- "Helpful Visitor Information for the Virgin Islands". Vinow.com. Retrieved 2012-08-11.
- Institute for War and Peace Reporting (2009-06-17). "Drinkers Dismissive of Latest Alcohol Ban". ARR No. 322. Retrieved 2010-02-28.
- "Bangladesh". Global Status Report on Alcohol 2004. World Health Organization. 2004. Retrieved 2009-03-28.
- "Global Status Report: Alcohol Policy, Cambodia" (PDF). Retrieved 2009-06-20.
- China bans under-age drinking, China Daily, 2006-01-06. Retrieved 2008-02-03.
- "Alcohol Prohibition and Addictive Consumption in India" (PDF). Archived from the original on 2007-09-17. Retrieved 2008-03-11.
- "Global Status Report: Alcohol Policy, Jordan" (PDF). Retrieved 2009-06-20.
- "Kazakhstan to ban public smoking & raise drinking age, KazakhstanLive" (PDF). Retrieved 2011-01-30.
- Who Are The Abstainers?. International Center for Alcohol Policies. June 2000.
- "Food and Drink". World travel guide. Retrieved 2009-06-20.
- Global Status Report: Alcohol Policy, Mongolia
- "Oman". Foreign and Commonwealth Office. Retrieved 2013-01-08.
- Global Status Report: Alcohol Policy, Philippines
- Link "What is the legal drinking age in Saudi Arabia?". Retrieved 2013-01-08.
- Article 2 of the Children and Youth Welfare Law (zh:兒童及少年福利法) of the Republic of China, effective since 2003-05-28 in Taiwan Area, defines children and youth as people under the age of 18.
- Clause 1 of Section 1 of Article 26 of the Children and Youth Welfare Law (zh:兒童及少年福利法) of the Republic of China, effective since 2003-05-28 in Taiwan Area
- Section 2 of Article 26 of the Children and Youth Welfare Law of the Republic of China
- Section 1 of Article 55 of the Children and Youth Welfare Law of the Republic of China
- Section 3 of Article 26 of the Children and Youth Welfare Law of the Republic of China
- Section 2 of Article 55 of the Children and Youth Welfare Law of the Republic of China
- Patin, Jennifer. "Thailand Tourist Information: A Guide to Laws in Thailand". Thailand Law Forum. Retrieved 2013-01-08.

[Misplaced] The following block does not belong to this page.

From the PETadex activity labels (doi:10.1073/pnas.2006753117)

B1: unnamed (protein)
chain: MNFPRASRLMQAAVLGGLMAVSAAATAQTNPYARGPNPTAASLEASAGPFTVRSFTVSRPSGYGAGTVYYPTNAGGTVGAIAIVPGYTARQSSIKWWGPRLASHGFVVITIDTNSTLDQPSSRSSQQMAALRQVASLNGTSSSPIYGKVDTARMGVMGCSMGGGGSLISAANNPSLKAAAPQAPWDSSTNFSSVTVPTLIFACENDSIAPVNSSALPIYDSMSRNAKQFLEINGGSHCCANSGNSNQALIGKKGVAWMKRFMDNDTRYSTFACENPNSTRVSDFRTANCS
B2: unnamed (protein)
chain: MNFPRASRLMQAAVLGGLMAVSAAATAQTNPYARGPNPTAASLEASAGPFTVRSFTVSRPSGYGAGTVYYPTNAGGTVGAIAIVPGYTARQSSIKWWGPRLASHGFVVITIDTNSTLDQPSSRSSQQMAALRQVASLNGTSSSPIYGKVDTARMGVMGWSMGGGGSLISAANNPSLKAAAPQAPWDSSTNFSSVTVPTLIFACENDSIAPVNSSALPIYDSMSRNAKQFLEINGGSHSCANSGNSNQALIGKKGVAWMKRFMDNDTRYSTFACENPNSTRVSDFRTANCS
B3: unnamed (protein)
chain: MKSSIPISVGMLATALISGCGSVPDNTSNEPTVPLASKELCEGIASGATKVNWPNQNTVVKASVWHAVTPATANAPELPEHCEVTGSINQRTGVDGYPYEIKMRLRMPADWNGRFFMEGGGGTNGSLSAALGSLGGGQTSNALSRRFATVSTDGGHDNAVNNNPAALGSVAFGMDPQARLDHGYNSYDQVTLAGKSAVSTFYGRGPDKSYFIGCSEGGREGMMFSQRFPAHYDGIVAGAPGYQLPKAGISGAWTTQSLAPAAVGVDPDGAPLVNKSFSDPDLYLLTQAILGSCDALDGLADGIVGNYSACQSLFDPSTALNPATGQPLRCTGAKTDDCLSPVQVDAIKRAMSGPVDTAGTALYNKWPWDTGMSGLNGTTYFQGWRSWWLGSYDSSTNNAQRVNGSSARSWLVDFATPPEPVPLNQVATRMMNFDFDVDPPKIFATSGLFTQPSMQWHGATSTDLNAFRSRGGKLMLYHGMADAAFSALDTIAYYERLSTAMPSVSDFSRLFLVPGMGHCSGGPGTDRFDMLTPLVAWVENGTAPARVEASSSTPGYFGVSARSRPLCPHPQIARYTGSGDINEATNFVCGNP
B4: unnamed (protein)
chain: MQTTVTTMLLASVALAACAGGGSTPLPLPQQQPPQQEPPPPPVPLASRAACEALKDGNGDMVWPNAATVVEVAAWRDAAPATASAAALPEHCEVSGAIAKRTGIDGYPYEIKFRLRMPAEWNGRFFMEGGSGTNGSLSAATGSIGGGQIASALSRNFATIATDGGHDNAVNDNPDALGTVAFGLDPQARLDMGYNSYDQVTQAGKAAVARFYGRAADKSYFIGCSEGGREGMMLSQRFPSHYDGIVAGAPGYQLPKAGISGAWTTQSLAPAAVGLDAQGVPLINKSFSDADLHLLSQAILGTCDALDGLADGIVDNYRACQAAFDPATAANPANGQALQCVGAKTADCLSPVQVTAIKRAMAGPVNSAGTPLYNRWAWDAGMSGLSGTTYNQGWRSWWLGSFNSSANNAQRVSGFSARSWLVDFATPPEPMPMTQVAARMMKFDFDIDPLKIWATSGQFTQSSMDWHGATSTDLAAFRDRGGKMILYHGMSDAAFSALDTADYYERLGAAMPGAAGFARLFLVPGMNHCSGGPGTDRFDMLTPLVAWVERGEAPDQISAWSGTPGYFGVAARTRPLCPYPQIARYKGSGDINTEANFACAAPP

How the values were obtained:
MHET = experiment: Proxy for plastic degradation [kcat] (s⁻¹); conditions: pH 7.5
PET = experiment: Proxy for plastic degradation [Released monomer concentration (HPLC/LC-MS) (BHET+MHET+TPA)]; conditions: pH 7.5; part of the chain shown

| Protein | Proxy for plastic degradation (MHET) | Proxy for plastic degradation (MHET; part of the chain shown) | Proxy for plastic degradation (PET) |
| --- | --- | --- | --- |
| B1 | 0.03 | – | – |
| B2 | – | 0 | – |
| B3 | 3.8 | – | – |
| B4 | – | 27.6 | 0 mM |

- Davies, Elizabeth (2005-12-15). "Secular Turkey is angered by spectre of alcohol-free zones". The Independent (London).
- Tait, Robert (2008-05-16). "New alcohol law prompts fears for Turkish bar trade". The Guardian (London).
- "Turkey alcohol curbs raise secular fears". BBC News. 2011-01-12.
- "International Drinking Guidelines". International Center for Alcohol Policies. Retrieved 2009-02-17.
- information based on the respective state Youth Protection Laws, available at , as of December 11, 2007
- "Wetgeving over alcohol". Vad.be. Retrieved 2012-08-11.
- Bulgaria's Health Act (Закон за здравето)
- AF Cecilie Lund Kristiansen. "Butikker har styr på nye alkohol-regler" (in (Danish)). Politiken.dk. Retrieved 2012-08-11.
- "Current law regarding alcohol in Denmark". Ministry of Health. Retrieved 2010-06-24.
- "Alcohol culture in Denmark". Alcoholcultureindenmark.webbyen.dk. Retrieved 2009-06-20.
- "Lov om forbud mod salg af tobak og alkohol til personer under 16 år" (in dk). Retrieved 2013-01-08.
- Få unge har købt legitimationskort, Danmarks Radio, 01. July 2006
- Alkoholiseadus (Alcohol Act) 
- Alkoholilaki (Alcohol Act) 
- "If you look under 30, get your ID out". YLE News. 2012-10-12. Retrieved 2013-04-21.
- Rikoslaki 50a:1-3
- Laki rikesakkorikkomuksista, 17 § 
- French Public Health Code, Art L3342-1
- French Public Health Code, Art L3353-3
- Law passed on 23 July 2009.
- French Public Health Code, Art L3353-4.
- German law for the protection of minors